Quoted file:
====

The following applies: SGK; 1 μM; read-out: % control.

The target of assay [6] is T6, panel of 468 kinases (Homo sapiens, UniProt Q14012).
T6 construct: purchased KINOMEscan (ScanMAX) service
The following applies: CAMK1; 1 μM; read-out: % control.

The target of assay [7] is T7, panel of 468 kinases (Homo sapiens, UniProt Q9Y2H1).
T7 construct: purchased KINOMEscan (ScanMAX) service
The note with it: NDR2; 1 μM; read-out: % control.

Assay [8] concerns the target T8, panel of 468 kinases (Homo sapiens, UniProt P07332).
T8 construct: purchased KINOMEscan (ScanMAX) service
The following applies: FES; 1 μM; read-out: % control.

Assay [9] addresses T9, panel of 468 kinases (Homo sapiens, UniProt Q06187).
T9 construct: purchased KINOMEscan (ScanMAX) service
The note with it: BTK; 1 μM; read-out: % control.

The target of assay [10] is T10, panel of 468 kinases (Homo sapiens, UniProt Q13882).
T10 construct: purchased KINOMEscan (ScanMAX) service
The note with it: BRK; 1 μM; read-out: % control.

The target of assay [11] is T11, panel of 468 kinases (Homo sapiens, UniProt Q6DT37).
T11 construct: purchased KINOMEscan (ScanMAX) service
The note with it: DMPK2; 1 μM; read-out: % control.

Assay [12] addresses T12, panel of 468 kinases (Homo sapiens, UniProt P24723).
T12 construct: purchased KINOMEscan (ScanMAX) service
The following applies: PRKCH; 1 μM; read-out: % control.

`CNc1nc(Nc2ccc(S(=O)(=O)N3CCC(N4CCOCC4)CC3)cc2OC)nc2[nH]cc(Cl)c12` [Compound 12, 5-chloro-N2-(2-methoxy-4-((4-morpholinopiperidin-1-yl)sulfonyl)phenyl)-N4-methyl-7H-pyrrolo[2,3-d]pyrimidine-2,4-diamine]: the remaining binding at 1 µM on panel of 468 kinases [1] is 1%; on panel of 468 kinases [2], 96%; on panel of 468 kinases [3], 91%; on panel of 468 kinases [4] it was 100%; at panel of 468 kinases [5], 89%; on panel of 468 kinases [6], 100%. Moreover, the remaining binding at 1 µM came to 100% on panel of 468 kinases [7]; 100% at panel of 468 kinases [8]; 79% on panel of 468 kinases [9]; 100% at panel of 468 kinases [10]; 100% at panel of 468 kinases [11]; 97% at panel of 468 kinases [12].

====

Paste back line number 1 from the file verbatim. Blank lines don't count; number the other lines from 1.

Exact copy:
The following applies: SGK; 1 μM; read-out: % control.